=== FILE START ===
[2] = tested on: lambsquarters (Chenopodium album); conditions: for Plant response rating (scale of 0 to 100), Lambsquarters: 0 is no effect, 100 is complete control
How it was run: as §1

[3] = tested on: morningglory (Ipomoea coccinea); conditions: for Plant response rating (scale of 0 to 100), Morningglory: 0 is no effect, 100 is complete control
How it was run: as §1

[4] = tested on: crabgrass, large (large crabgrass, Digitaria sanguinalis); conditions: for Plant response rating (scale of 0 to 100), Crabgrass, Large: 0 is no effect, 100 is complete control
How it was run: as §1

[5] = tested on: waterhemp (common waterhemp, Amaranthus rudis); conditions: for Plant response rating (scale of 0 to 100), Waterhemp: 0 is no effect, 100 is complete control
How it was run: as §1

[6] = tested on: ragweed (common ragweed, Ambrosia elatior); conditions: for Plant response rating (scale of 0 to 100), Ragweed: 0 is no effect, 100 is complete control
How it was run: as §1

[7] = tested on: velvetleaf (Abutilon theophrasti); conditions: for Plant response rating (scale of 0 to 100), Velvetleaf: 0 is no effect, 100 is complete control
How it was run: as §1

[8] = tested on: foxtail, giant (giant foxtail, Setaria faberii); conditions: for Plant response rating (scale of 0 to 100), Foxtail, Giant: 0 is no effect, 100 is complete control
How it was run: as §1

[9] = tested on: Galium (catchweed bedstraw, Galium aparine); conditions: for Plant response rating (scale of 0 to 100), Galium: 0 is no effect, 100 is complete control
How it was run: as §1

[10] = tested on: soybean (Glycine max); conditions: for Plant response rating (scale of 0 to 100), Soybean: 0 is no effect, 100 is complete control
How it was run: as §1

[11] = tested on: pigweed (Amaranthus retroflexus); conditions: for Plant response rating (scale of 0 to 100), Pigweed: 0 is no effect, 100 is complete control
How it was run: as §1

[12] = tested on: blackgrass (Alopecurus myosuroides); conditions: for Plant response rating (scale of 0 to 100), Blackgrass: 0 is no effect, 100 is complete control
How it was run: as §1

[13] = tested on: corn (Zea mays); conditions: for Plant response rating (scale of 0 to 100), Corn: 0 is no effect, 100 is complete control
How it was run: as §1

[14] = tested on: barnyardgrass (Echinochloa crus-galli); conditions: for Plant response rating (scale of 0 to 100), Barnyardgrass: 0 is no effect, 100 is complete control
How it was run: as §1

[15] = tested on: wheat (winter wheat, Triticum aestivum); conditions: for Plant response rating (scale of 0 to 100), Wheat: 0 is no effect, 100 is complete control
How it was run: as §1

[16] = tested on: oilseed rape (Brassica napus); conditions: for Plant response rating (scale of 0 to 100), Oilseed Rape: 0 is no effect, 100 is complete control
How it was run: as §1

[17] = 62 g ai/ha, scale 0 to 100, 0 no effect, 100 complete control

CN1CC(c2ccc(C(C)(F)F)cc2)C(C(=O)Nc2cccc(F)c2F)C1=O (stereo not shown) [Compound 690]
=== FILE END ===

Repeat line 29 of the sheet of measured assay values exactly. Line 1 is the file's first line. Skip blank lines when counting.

[16] = tested on: oilseed rape (Brassica napus); conditions: for Plant response rating (scale of 0 to 100), Oilseed Rape: 0 is no effect, 100 is complete control